Establishing that Alard and Myl do not marry for love, and maybe clarifying that no one of their class and time would expect to.
Alard marries her out of guilt, in an attempt to set things right, to close the question of alliance with Lusantia, to get an heir, and to use her supposed gift for unsealing. He doesn't explain any of this to her, so establishing it is going to be more than a little difficult, working from her pov.
Myl marries him in hope of freeing Tyl from enchantment, to restore her family's estate, and because refusing the king is usually a bad idea.
I sure hope nobody reads this looking for a tale of True Love and Soulmates. They do love each other by the end, but--.

Laying in the groundwork for the plot against Alard, the example of the duke of Valdosa in his extravagance and how he finances it, and the resentment of Fadric and others that they can't use his method because Alard forbids it.
Concentrating the exiles subplot on Lusantia, with Valdosa being the impulse for the regicide subplot. It may still be too complicated, but I guess I'll find out.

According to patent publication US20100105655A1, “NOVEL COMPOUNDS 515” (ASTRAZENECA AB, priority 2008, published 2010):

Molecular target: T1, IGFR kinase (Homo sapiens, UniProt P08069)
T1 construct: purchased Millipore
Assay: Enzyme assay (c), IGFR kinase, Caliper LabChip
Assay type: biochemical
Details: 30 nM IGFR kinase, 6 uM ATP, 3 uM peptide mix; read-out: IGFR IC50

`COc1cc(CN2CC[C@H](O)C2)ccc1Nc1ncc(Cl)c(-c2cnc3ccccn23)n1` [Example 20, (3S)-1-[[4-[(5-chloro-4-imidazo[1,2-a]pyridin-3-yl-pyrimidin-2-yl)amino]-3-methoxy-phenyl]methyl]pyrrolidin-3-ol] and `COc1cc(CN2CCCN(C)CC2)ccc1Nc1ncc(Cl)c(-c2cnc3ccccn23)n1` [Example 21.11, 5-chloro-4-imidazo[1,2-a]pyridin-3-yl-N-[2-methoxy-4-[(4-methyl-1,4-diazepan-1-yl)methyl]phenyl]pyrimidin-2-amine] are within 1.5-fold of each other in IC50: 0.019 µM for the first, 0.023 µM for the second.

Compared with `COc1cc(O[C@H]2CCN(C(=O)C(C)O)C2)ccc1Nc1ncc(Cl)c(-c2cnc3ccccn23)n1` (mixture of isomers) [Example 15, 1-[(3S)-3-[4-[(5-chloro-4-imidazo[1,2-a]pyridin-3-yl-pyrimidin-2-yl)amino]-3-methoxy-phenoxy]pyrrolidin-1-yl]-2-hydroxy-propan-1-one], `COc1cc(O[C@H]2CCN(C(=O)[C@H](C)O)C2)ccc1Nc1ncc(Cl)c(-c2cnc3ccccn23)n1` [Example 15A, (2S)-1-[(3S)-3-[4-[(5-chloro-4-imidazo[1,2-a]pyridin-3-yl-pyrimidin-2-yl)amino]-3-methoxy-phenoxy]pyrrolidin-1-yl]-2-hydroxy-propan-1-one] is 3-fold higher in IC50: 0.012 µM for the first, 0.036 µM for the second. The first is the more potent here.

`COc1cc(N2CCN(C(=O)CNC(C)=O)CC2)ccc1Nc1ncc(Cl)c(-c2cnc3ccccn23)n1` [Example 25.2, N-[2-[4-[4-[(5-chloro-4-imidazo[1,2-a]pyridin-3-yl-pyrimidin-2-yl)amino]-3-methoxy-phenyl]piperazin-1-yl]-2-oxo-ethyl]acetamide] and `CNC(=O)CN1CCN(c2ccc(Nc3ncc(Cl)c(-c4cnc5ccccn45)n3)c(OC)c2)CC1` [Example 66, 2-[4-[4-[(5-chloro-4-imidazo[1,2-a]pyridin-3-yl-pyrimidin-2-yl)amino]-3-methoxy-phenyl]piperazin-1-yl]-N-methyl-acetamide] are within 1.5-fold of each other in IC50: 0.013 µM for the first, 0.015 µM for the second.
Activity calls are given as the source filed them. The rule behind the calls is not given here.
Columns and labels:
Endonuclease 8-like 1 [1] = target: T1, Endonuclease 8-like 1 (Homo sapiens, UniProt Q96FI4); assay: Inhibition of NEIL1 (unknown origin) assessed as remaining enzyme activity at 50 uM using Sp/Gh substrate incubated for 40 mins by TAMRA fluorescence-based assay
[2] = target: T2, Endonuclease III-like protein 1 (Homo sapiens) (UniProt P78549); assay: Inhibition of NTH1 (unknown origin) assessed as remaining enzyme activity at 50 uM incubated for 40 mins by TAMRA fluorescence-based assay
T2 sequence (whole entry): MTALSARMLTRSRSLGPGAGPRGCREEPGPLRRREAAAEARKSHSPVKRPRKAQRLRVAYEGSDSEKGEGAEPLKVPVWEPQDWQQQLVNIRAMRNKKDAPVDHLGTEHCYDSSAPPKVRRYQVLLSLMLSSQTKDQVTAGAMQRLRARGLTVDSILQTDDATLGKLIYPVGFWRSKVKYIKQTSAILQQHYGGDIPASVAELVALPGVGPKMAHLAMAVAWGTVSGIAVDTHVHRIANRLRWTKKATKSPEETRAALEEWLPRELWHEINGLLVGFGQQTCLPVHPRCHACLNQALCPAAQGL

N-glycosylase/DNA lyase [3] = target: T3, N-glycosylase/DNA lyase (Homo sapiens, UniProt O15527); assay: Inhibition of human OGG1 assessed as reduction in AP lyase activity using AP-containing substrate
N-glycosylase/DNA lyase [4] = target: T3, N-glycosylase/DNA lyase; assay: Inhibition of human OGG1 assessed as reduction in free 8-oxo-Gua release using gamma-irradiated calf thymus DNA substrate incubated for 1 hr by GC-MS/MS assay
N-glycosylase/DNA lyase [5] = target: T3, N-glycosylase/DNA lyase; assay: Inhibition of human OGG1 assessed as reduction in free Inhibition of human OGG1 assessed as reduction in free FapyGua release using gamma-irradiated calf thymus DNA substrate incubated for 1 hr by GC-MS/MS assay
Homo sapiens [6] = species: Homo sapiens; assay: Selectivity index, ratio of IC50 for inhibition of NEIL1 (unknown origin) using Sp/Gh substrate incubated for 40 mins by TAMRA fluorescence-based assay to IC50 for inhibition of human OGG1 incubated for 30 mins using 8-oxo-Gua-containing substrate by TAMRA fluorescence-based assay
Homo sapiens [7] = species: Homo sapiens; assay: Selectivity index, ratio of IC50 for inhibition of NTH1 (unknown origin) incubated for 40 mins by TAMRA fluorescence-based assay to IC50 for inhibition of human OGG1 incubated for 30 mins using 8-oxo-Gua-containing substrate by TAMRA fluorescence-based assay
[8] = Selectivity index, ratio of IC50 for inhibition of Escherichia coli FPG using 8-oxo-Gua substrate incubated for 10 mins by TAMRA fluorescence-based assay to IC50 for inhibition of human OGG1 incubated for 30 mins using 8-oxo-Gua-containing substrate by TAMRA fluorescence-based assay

Building Truda's manipulation of the ladies in waiting, which will be tricky because it happens out of Mylla's sight. I laid some clues in Donvina's outburst, but probably not strongly enough.
I've made it more obvious that Truda is the one who tells Alard about the sweetmeats--did anyone wonder why she was so quick on the spot after Alard told Myl off and went off in a huff? And why Mylla went into labour so soon after Truda's posset? Nobody commented on it, but maybe that means it was perfectly clear.

Simplifying Baldolf's aims. I was still working out what he wanted in the second draft, and by the end of it I knew, but if I'd gone back to trim out the false leads, I would have started rewriting the whole damn thing and it was time to step back.
Resolution: never let anyone see anything earlier than the 3d draft ever again.

Doubtless there's more - oh, the scene where Lina warns of the witchcraft rumours will be revised from a simple meeting in the garden to a full-out fight between two of the ladies-in-waiting, over one encouraging the extravagance mentioned above. I've realised that I will have two 'shower scenes' and a catfight, and an unplanned pregnancy. Exploitation fairy tale!

Anyway, Willow Knot draft 3 sits at 103.6k, and I figure I can go up to 110k while filling holes and polishing. Ideally I'll finish that process before our pre-technological Living History Week at Fort Rodd Hill. That's the end of this month. Excuse me while I gird my loins.